This is unreal,hiding in kitchen beachside missile attack from North Korea. Alarm went out all over Hawaii, and it’s no test...— Jesper Parnevik (@JesperParnevik) January 13, 2018
In a basement under hotel. Barely any service. Can you send confirmed message over radio or tv https://t.co/qHLeQSecnd— JJ Spaun (@JJSpaun) January 13, 2018
Under mattresses in the bathtub with my wife, baby and in laws. Please lord let this bomb threat not be real.— John Peterson (@JohnPetersonFW) January 13, 2018
While I would've been in that bathtub under the mattress with John Peterson, his wife, baby and in-laws (wait, how big is this tub?), here's how Justin Thomas reacted to the threat of impending doom:
Yeah, you heard that right.
“I was like ‘there’s nothing I can do,'” Thomas said. ”I sat on my couch and opened up the sliding door and watched TV and listened to music. I was like, if it’s my time, it’s my time.”
Hmmm ... can we just go ahead and award him all the 2018 majors right now? Because if Thomas is staring down death in mid-January, you gotta like the kid's chances on the back nine Sunday at Augusta and beyond.
Before the Hawaiian Missile Crisis of 2018, things were going about as well as they could at Waialae Country Club, starting with the Wednesday pro-am.
Jordan Spieth might have been the third-biggest star in his own group, after getting paired with superstar singer/songwriter/actor Nick Jonas and model/actress Kelly Rohrbach.
You'd be hard-pressed to find a more photogenic group out on the course, and the "Baywatch" star has a gorgeous swing as well, which makes sense, considering she was a former collegiate golfer at Georgetown.
As impressive as that group was, they were somehow outshined by an amateur in another group, former NFL coach June Jones.
Jones, who now coaches the CFL's Hamilton Tiger-Cats, played his round in bare feet and putted with his 5-iron, a remedy he came up with to battle the yips.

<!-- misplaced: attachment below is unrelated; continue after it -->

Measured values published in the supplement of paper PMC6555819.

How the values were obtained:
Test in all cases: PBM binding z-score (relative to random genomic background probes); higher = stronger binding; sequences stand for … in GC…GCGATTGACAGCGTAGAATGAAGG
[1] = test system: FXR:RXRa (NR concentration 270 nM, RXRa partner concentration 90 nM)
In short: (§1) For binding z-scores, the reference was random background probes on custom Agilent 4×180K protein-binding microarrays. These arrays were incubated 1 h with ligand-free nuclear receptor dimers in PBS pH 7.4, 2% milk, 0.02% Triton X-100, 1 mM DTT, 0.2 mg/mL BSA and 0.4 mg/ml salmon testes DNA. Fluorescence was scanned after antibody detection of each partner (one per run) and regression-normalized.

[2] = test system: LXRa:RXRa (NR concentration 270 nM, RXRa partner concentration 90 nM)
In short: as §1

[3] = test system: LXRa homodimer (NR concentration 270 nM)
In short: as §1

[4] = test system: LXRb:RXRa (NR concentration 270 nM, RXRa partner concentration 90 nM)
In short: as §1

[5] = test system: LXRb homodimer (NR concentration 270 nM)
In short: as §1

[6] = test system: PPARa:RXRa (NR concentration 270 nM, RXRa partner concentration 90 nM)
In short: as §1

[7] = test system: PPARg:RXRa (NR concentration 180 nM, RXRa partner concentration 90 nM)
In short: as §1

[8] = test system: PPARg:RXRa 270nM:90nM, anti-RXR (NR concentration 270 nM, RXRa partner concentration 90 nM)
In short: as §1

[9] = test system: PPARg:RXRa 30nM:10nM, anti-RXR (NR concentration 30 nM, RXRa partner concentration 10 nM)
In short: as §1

Considering he made back-to-back birdies at one point during the day, it's safe to say he's won that battle.
With Tiger Woods' return to the PGA Tour about a week away, that sound you hear is the hype train motoring full speed down the tracks.
First, his ex-girlfriend Lindsey Vonn told Sports Illustrated that she hopes this comeback works out for him.
“I loved him and we’re still friends. Sometimes, I wish he would have listened to me a little more, but he’s very stubborn and he likes to go his own way," the Olympic skiier said. "I hope this latest comeback sticks. I hope he goes back to winning tournaments.”
Vonn also mentioned she thinks Woods is very stubborn and that he didn't listen to her enough. That really shouldn't shock anyone who watched him win the 2008 U.S. Open on one leg. Don't think there were a lot of people in his ear telling him that was a great idea at the time.
We also have this report from Golf Channel Insider Tim Rosaforte, stating that the 14-time major champ recently played a round with former president Barack Obama at The Floridian in Palm City, Fla., where he received rave reviews from instructor Claude Harmon.
The Farmers Insurance Open is sure to be must-see TV, but until then, I'm here for all of the rampant speculation and guesses as to how things will go. The more takes the better. Make them extra spicy, please and thanks.
These poor New Orleans Saints fans. Guess the only thing you can do is throw your 65-inch TV off the balcony and get 'em next year.
Here's two more just for good measure.
Focus on a different face every time and this 15 second clip turns into 10 minutes of pure entertainment pic.twitter.com/JJeVV5eaVh— Laces Out (@LacesOutShow) January 15, 2018
Farts ... will they ever not be funny?
Perhaps someday, but that day was not early last week, when Tommy Fleetwood let one rip on his European teammates during EurAsia Cup team photos.
Fleetwood went 3-0-0 in the event, helping Europe to a victory over Asia, perhaps by distracting his opponents with the aid of his secret weapon.
Also, how about the diabolical question, "Did you get that?"
Yeah Tommy, we all got that.
Ahhh ... golf trick shot videos. You were fun while you lasted.
But now we’ve officially come to the point in their existence where an unsuccessful attempt is much more entertaining than a properly executed shot, and right on cue, a couple of pros delivered some epic fails.
We start with Sony Open runner-up James Hahn’s preparation for the event, where for some reason he thought he needed to practice a running, jumping, Happy Gilmore-esque shot from the lip of a bunker. It didn’t exactly work out.
Not to be outdone, Ladies European Tour pro Carly Booth attempted the juggling-drive-it-out-of-midair shot made famous by the Bryan Bros, and from the looks of things she might have caught it a little close to the hosel.
PSA to trick-shot artists everywhere: For the sake of the viewing public, if you feel a miss coming on, please make sure the camera is rolling.
Seriously, though, who cares? Definitely not these guys and gals, who took the time to comment, "who cares?" They definitely do not care.